To make the tray shown in Fig. 231, you will need a solid block of monostructured wood, preferably of dark color (beech, walnut). As an example, let us indicate the dimensions of this tray: 32x21x6 cm. The mahogany (Algerian eucalyptus) piece in the author’s possession had cracks, which were sealed with inlays of similar wood. The piece can be placed in the interior as decorative on a wall or on the horizontal plane.
Concave surface of the tray is formed by two large sheets of grapes, carved edges which are intertwined at the junction. The outline (for rigidity) is made in the form of curved branches, from which the stalks of the leaves and bunches, located under the leaves, depart. The berries, visible only from the side, create more stability, strength and massiveness of the piece. Three of them are placed so as to serve as supports for the tray when it is placed horizontally.
An advantage in the technique of making this piece is that its unstructured shape allows you to redo the failed spots. The increased size of the leaves against nature makes it easier to carve the veins, behind the whorls of the grapes and other elements.
On each of the leaves, the five main veins are made convex, while the others are grooved. Selection of the background after giving the leaves the necessary relief is carried out with half-circular chisels with the direction of cutting along those veins that branch off the central, convex ones. The technique of decorating the background of the leaves is similar to that used in the decoration of the grape bas-relief. However, the position, direction and size of the cuts in this case should create the shape of the leaf surface with its characteristic curves.
The background between the berries and twigs on the back of the tray has been processed with the same cuts with a semicircular chisel, mostly along the wood.
The sequence of the craft is as follows.
First, the workpiece is processed in the outline of the rounded perimeter. Semicircular chisels are selected cavity tray with some margin for refinement. Two grape leaves are drawn and cut out on paper, and their shape is refined by placing them directly in place. The contours of the leaves are outlined on the workpiece, then drills the appropriate diameter are made two holes in the middle of the product, ie at the bottom. Controlling the thickness of the bottom through these holes or with a wall thickness gauge, the bottom side of the tray is machined to remove the excess wood between the bunches. But this should be done with a parallel refinement of the shape and relief on the front side of the piece. For comparison, note that the greatest depth of a similar notch in the product, shown in Fig. 231, is 45 mm, if measured from the plane of the most convex points (the ends of the leaf petals).
After bringing the leaves to a rational thickness in the tray according to the drawing are drilled and clarified with a knife, as well as cutters through the contours of the holes. This makes it possible to finally decorate the front and then the bottom surface of the piece, controlling the thickness of the leaves through the slots.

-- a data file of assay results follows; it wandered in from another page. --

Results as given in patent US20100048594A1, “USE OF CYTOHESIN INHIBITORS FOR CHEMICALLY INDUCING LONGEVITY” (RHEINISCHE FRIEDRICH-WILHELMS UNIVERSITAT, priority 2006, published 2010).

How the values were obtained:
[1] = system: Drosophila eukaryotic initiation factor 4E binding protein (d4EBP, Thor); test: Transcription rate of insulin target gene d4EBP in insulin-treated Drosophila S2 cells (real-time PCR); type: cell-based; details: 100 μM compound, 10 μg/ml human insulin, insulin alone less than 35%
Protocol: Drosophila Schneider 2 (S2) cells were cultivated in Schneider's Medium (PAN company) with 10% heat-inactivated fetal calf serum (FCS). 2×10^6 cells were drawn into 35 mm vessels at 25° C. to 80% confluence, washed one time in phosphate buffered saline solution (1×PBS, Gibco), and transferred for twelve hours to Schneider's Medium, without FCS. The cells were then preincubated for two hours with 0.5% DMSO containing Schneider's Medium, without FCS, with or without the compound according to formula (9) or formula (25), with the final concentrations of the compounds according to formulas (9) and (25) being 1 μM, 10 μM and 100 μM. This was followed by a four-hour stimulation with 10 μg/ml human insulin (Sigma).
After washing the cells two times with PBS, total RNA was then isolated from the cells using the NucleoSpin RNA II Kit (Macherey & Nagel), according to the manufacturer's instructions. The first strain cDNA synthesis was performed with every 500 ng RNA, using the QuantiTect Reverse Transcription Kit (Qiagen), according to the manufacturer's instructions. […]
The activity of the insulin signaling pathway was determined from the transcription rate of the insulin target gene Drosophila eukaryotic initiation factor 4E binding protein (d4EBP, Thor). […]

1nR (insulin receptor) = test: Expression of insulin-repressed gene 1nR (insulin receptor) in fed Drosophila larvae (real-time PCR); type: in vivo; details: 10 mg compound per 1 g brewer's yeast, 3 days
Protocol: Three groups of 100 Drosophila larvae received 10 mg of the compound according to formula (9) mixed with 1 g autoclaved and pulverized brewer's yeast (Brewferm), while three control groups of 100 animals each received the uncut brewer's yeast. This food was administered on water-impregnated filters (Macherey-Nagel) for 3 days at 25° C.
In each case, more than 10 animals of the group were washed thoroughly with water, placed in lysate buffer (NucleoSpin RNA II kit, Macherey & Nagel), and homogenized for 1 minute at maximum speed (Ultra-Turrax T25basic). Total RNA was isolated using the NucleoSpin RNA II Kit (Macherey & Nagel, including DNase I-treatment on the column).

Horelief carving of large berries is performed with half round chisels, each berry separately, with constant removal of the background wood between them. Although the clusters are on the back side of the piece, their composition, just like the composition of the grapes in each cluster, should be thought over, looking at the piece from all sides.
When cutting branches of grapes which wrap around the tray from the ends, you should not forget that their strength is weakened because of the cross direction of wood fibres, therefore several points of contact (anchor points) with branches or grapes should be provided in their design. For the same purpose, it is advisable to keep the thickness of branches about 15 mm.
A delicate but decorating operation is the carving of whorls of grapes at the bottom of the tray. It is necessary to do them specially, after careful drawing.
The background around them is chosen so that the scrolls were relief convex, and the wood is removed first from the inside of the scroll with semicircular chisels or chisels, and then – with the outside (preferably a knife) with a constant thinning.
Convex veins of leaves are made in the same way, but given the nature of the fine work and the risk of chipping in the directions perpendicular to the fibers of the wood, it is better to carve with one knife with a sharp tip. First, the knife is drawn with the blade in the direction of the pencil line, but close to it, with a strong forward slant. Then the background is trimmed on the outer side until a small groove is formed. The operation is repeated, but with the knife deepening the notch and widening the area of the selected background.
After that the wood on the other side of the pencil line is removed, but with some allowance for the thickness of the leaf vein. The carving is done in the same way as described above. The background is selected completely on both sides of the vein, and the vein itself is gradually thinned. The intersection of the veins is the last node to be carved. It is leveled slightly above the beginning of the leaf stalk.
Similarly (using a knife, with an incision on both sides) deep grooves of veins are made. In this operation, the knife can be replaced by a cutter, if the craftsman is skilled in working with it, as well as an angle in those places where concave veins go along the wood fibers.

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